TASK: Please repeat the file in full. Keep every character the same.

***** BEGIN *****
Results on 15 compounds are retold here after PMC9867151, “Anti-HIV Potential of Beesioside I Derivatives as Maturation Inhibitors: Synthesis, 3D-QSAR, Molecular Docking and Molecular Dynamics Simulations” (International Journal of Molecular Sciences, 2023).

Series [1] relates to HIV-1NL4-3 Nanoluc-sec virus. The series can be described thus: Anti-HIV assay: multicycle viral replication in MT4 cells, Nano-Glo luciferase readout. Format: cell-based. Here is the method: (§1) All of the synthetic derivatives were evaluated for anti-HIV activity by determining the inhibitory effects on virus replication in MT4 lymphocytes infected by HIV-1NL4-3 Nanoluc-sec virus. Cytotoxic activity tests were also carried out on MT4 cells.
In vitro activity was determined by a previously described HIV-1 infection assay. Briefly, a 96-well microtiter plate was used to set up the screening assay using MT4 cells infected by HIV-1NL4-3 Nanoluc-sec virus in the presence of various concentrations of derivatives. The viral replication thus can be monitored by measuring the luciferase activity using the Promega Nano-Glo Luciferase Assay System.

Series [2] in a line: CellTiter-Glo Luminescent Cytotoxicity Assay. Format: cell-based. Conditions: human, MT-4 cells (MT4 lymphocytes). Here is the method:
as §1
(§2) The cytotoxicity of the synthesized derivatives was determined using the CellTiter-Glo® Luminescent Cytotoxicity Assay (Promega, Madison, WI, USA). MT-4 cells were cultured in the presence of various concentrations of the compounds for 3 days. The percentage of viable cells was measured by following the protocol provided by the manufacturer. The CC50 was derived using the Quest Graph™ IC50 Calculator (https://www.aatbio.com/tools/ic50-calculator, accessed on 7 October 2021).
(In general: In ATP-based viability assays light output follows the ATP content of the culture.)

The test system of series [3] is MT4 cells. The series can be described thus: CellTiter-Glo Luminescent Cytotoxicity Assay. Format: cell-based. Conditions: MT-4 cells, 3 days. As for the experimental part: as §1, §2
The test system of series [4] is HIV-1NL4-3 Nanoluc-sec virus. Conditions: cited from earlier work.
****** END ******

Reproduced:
Results on 15 compounds are retold here after PMC9867151, “Anti-HIV Potential of Beesioside I Derivatives as Maturation Inhibitors: Synthesis, 3D-QSAR, Molecular Docking and Molecular Dynamics Simulations” (International Journal of Molecular Sciences, 2023).

Series [1] relates to HIV-1NL4-3 Nanoluc-sec virus. The series can be described thus: Anti-HIV assay: multicycle viral replication in MT4 cells, Nano-Glo luciferase readout. Format: cell-based. Here is the method: (§1) All of the synthetic derivatives were evaluated for anti-HIV activity by determining the inhibitory effects on virus replication in MT4 lymphocytes infected by HIV-1NL4-3 Nanoluc-sec virus. Cytotoxic activity tests were also carried out on MT4 cells.
In vitro activity was determined by a previously described HIV-1 infection assay. Briefly, a 96-well microtiter plate was used to set up the screening assay using MT4 cells infected by HIV-1NL4-3 Nanoluc-sec virus in the presence of various concentrations of derivatives. The viral replication thus can be monitored by measuring the luciferase activity using the Promega Nano-Glo Luciferase Assay System.

Series [2] in a line: CellTiter-Glo Luminescent Cytotoxicity Assay. Format: cell-based. Conditions: human, MT-4 cells (MT4 lymphocytes). Here is the method:
as §1
(§2) The cytotoxicity of the synthesized derivatives was determined using the CellTiter-Glo® Luminescent Cytotoxicity Assay (Promega, Madison, WI, USA). MT-4 cells were cultured in the presence of various concentrations of the compounds for 3 days. The percentage of viable cells was measured by following the protocol provided by the manufacturer. The CC50 was derived using the Quest Graph™ IC50 Calculator (https://www.aatbio.com/tools/ic50-calculator, accessed on 7 October 2021).
(In general: In ATP-based viability assays light output follows the ATP content of the culture.)

The test system of series [3] is MT4 cells. The series can be described thus: CellTiter-Glo Luminescent Cytotoxicity Assay. Format: cell-based. Conditions: MT-4 cells, 3 days. As for the experimental part: as §1, §2
The test system of series [4] is HIV-1NL4-3 Nanoluc-sec virus. Conditions: cited from earlier work.